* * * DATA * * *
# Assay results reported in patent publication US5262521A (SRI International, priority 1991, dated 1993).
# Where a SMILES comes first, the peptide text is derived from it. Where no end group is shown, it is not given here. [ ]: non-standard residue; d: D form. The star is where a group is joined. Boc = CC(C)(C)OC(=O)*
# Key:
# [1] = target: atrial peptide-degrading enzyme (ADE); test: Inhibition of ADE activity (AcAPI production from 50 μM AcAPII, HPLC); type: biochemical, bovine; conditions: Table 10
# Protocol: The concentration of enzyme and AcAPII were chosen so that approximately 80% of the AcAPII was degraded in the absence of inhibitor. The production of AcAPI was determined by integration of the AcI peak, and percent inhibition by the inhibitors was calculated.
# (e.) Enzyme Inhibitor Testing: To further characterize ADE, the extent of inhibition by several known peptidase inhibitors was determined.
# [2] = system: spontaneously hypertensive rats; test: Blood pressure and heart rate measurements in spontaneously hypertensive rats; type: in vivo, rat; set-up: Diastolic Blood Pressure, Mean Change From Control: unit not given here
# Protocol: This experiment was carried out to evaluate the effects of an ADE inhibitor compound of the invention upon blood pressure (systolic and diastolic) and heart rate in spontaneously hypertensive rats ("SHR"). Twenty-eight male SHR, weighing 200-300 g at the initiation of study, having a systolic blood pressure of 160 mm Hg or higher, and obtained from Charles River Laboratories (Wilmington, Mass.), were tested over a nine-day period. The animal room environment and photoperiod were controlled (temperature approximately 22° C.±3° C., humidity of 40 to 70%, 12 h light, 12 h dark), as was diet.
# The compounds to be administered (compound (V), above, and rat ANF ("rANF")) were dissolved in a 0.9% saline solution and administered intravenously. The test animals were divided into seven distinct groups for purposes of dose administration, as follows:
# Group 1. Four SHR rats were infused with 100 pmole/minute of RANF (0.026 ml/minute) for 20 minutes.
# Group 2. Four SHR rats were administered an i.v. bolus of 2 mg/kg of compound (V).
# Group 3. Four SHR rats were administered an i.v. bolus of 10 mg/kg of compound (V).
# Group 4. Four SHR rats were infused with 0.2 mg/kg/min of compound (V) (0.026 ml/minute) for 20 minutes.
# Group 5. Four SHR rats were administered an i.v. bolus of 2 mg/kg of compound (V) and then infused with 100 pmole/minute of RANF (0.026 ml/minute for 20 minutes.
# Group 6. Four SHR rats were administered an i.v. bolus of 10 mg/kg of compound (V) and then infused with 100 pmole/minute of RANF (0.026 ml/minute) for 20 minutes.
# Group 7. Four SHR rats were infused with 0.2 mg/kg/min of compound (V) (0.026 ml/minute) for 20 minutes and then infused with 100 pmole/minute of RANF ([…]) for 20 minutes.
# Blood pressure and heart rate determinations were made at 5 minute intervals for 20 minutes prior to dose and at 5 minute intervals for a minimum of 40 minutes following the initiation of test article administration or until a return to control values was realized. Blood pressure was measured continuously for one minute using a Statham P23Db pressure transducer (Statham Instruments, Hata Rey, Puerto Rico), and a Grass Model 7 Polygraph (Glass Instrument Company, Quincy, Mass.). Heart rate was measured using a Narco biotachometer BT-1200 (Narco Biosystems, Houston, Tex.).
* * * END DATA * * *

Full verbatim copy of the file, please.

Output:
# Assay results reported in patent publication US5262521A (SRI International, priority 1991, dated 1993).
# Where a SMILES comes first, the peptide text is derived from it. Where no end group is shown, it is not given here. [ ]: non-standard residue; d: D form. The star is where a group is joined. Boc = CC(C)(C)OC(=O)*
# Key:
# [1] = target: atrial peptide-degrading enzyme (ADE); test: Inhibition of ADE activity (AcAPI production from 50 μM AcAPII, HPLC); type: biochemical, bovine; conditions: Table 10
# Protocol: The concentration of enzyme and AcAPII were chosen so that approximately 80% of the AcAPII was degraded in the absence of inhibitor. The production of AcAPI was determined by integration of the AcI peak, and percent inhibition by the inhibitors was calculated.
# (e.) Enzyme Inhibitor Testing: To further characterize ADE, the extent of inhibition by several known peptidase inhibitors was determined.
# [2] = system: spontaneously hypertensive rats; test: Blood pressure and heart rate measurements in spontaneously hypertensive rats; type: in vivo, rat; set-up: Diastolic Blood Pressure, Mean Change From Control: unit not given here
# Protocol: This experiment was carried out to evaluate the effects of an ADE inhibitor compound of the invention upon blood pressure (systolic and diastolic) and heart rate in spontaneously hypertensive rats ("SHR"). Twenty-eight male SHR, weighing 200-300 g at the initiation of study, having a systolic blood pressure of 160 mm Hg or higher, and obtained from Charles River Laboratories (Wilmington, Mass.), were tested over a nine-day period. The animal room environment and photoperiod were controlled (temperature approximately 22° C.±3° C., humidity of 40 to 70%, 12 h light, 12 h dark), as was diet.
# The compounds to be administered (compound (V), above, and rat ANF ("rANF")) were dissolved in a 0.9% saline solution and administered intravenously. The test animals were divided into seven distinct groups for purposes of dose administration, as follows:
# Group 1. Four SHR rats were infused with 100 pmole/minute of RANF (0.026 ml/minute) for 20 minutes.
# Group 2. Four SHR rats were administered an i.v. bolus of 2 mg/kg of compound (V).
# Group 3. Four SHR rats were administered an i.v. bolus of 10 mg/kg of compound (V).
# Group 4. Four SHR rats were infused with 0.2 mg/kg/min of compound (V) (0.026 ml/minute) for 20 minutes.
# Group 5. Four SHR rats were administered an i.v. bolus of 2 mg/kg of compound (V) and then infused with 100 pmole/minute of RANF (0.026 ml/minute for 20 minutes.
# Group 6. Four SHR rats were administered an i.v. bolus of 10 mg/kg of compound (V) and then infused with 100 pmole/minute of RANF (0.026 ml/minute) for 20 minutes.
# Group 7. Four SHR rats were infused with 0.2 mg/kg/min of compound (V) (0.026 ml/minute) for 20 minutes and then infused with 100 pmole/minute of RANF ([…]) for 20 minutes.
# Blood pressure and heart rate determinations were made at 5 minute intervals for 20 minutes prior to dose and at 5 minute intervals for a minimum of 40 minutes following the initiation of test article administration or until a return to control values was realized. Blood pressure was measured continuously for one minute using a Statham P23Db pressure transducer (Statham Instruments, Hata Rey, Puerto Rico), and a Grass Model 7 Polygraph (Glass Instrument Company, Quincy, Mass.). Heart rate was measured using a Narco biotachometer BT-1200 (Narco Biosystems, Houston, Tex.).